…you can set a statue for Capistrano, but you cannot give him an army, because this army belongs to a nation and not to a certain denomination.[5]

In 1921, Zadravecz ordered the artist Sándor Unghváry to make an altarpiece for the Church of Mary Magdalene of Buda, which was the garrison church of the army at the time. In the painting, Capistrano and Zadravecz are depicted together, surrounded by the crusading army on the right and by Regent Horthy’s army on the left. This way, the painting drew an obvious parallel between the fifteenth-century Ottoman menace and the contemporary “communist threat”. The picture caused general indignation among the Protestant churches and increased their displeasure at the strengthening of Capistrano’s veneration. Nonetheless, a statue portraying Capistrano was inaugurated in the Buda Castle in 1922.



And in 2002, a chapel was built in Kiskunmajsa to commemorate the Hungarian Revolution of 1956, which was fought against the Soviet-style Hungarian People’s Republic on 23rd October 1956, exactly five hundred years after Capistrano’s death. The chapel’s patron saint is John of Capistrano – his wood statue is in front of the building, and the message is that the Ottoman and the Soviet dangers are parallels.

We should continue to ask ourselves why some medieval figures are better remembered than others today – and whose interests those memories serve.

The Italian Franciscan Observant friar, John of Capistrano, became one of the most significant figures of late medieval Hungarian history thanks to his key contribution to the glorious defence of Belgrade. His legacy was re-evaluated from time to time as the political context in Hungary changed, but Capistrano never lost his place in the religious and collective memory of the region as one of the greatest military heroes of Christendom, Europe and Hungary. Remembered as a Christian warrior across Europe, today Capistrano is venerated as a saint of the Hungarian Catholic Church and the patron saint of its Military Ordinariate. On his feast day (23 October) every year, an official delegation from Hungary participates in the civil and church festivities commemorating the saint in his hometown, Capestrano (Abruzzo, Italy). This tradition was initiated by Géza Mihályi, a member of the Hungarian community in Rome, who emigrated to Italy after the 1956 Hungarian Revolution and was buried in Capestrano in 2018.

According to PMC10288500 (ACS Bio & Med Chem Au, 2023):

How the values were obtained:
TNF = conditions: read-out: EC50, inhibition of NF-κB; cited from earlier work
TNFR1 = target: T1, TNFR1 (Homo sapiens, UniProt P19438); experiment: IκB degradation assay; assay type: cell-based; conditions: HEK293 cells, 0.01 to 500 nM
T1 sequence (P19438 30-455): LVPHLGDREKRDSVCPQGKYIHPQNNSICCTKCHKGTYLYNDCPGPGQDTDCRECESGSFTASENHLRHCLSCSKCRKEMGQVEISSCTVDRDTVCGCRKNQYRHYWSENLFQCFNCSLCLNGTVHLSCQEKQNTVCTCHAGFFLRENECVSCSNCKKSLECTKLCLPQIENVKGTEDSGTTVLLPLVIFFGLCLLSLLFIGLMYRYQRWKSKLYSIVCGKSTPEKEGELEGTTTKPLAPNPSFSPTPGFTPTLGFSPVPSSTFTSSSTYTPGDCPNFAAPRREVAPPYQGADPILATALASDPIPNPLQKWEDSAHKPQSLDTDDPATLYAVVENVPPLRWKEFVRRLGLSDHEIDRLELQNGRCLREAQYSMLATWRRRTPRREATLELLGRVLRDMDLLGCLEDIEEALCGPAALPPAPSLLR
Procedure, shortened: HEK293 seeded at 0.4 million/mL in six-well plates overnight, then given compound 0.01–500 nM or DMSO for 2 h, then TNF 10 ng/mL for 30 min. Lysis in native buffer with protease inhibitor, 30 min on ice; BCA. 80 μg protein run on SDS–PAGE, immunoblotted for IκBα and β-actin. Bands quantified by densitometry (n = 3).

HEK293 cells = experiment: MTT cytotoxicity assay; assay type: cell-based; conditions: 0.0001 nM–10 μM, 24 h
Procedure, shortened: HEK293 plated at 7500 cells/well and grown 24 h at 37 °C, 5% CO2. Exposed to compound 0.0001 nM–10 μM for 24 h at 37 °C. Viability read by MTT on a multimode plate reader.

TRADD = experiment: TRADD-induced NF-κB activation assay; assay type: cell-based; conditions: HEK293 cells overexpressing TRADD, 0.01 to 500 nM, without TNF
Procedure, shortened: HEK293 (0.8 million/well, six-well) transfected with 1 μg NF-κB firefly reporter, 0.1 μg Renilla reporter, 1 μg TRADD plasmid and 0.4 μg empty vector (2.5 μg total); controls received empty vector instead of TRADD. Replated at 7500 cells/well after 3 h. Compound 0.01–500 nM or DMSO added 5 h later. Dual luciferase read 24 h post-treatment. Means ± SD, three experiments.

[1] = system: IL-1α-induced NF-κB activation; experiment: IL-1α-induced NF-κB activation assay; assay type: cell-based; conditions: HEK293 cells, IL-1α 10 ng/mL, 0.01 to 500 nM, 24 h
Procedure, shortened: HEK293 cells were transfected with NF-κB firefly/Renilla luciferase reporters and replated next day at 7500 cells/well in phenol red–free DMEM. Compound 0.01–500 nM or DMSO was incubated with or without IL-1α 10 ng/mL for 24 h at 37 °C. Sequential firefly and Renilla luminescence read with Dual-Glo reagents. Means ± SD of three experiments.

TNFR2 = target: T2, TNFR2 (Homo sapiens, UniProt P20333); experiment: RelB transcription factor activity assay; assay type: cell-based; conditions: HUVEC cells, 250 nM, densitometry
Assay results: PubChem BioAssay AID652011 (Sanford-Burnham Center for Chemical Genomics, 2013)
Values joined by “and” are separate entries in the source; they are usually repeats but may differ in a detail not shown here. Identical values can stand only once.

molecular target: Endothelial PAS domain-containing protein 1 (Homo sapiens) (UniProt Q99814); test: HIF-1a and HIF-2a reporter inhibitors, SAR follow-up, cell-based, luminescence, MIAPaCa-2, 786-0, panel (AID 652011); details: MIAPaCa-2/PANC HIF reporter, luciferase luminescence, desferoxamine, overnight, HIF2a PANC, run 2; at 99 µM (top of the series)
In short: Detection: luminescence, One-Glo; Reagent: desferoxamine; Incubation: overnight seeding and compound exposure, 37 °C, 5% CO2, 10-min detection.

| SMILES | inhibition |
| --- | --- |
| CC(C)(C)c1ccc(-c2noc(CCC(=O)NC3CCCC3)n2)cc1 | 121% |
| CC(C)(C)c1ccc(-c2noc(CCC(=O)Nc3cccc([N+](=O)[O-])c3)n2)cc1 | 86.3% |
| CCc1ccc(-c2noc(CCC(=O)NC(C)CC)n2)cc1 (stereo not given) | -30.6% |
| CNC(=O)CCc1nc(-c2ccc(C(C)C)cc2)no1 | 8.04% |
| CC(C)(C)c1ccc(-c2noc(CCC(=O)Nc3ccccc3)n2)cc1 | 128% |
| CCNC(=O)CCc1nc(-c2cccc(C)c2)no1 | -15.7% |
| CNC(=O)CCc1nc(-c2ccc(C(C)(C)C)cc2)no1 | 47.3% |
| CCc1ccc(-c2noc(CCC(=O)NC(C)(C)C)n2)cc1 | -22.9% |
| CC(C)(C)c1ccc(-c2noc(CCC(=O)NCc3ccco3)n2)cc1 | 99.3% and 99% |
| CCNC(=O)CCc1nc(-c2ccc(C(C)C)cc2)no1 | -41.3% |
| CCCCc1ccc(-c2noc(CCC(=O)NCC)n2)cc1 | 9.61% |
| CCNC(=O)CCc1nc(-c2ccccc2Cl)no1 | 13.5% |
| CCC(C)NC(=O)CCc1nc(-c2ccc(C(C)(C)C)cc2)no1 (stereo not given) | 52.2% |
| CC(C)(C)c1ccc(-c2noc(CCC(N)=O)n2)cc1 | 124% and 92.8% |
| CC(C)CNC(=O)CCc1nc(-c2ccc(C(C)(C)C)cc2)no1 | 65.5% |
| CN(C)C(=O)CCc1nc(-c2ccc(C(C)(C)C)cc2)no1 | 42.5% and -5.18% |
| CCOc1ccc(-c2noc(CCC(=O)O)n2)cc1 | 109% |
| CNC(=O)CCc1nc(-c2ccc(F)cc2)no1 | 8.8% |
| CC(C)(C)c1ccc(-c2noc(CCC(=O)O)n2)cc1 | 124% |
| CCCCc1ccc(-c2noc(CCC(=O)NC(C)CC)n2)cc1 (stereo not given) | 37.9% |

John of Capistrano’s cult is still going strong today. But we should remember that, within the last century, he has not just been remembered as a medieval crusader and venerated as a saint. He has also been reinvigorated to support anticommunist politics in both the 1920s and the 2000s, and knowing this, we should continue to ask ourselves why some medieval figures are better remembered than others today – and whose interests those memories serve.

Elvira Tamus

@evtamus

“We should continue to ask ourselves why some medieval figures are better remembered than others today – and whose interests those memories serve.”


Notes

[1] P. Kulcsár, Kapisztrán János [John of Capistrano] (Budapest, 1987), p.185.

[2] Kulcsár, p.194.

[3] Kulcsár, pp.199-200.

[4] N. Housley, Religious Warfare in Europe, 1400-1536 (Oxford, 2008), pp.66-7.

[5] A. Lukács, “Keresztes hadjáratot hirdető szobor a Hadtörténeti Intézet és Múzeum előtt” [“A crusade preaching statue in front of the Military History Institute and Museum”], in K. Peregrin & L. Veszprémy, eds. Európa védelmében. Kapisztrán Szent János és a nándorfehérvári diadal emlékezete [In the Defence of Europe: The Memory of St John of Capistrano and the Triumph of Belgrade] (Budapest, 2013), pp.169-75, p.169.